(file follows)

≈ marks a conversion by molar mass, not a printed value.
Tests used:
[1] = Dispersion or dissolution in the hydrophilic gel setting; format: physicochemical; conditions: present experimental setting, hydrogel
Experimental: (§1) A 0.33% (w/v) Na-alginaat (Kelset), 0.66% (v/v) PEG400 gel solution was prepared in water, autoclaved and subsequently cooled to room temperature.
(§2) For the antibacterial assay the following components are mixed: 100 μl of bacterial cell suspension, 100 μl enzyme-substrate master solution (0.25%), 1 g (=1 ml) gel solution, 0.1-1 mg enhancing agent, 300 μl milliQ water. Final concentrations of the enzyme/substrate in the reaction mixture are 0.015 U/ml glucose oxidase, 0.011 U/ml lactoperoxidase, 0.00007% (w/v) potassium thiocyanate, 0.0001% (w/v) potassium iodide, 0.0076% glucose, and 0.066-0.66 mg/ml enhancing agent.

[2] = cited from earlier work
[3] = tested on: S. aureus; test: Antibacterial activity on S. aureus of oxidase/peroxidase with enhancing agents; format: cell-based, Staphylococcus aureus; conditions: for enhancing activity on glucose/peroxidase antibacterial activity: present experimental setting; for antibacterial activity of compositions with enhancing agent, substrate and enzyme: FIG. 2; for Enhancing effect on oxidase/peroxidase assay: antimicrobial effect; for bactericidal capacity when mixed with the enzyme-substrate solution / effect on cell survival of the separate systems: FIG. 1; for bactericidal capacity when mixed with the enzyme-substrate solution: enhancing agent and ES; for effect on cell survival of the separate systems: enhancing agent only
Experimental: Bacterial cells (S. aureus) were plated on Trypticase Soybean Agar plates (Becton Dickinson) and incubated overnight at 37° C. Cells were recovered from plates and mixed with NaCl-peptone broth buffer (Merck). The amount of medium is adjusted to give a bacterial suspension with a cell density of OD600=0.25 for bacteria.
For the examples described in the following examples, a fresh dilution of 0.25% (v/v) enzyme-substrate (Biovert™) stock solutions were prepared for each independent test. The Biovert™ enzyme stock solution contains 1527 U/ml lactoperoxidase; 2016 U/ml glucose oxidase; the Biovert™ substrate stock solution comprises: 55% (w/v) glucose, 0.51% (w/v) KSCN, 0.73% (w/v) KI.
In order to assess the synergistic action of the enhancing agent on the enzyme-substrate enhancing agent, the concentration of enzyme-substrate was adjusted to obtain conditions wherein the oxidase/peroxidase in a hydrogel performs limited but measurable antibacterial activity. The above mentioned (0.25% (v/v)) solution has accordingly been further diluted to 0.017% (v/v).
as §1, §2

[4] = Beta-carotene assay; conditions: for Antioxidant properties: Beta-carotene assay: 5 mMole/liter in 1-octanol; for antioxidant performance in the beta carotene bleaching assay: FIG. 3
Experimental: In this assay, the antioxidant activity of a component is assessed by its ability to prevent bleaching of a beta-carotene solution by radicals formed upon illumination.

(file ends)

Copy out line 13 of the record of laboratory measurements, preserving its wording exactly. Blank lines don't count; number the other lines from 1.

Experimental: In this assay, the antioxidant activity of a component is assessed by its ability to prevent bleaching of a beta-carotene solution by radicals formed upon illumination.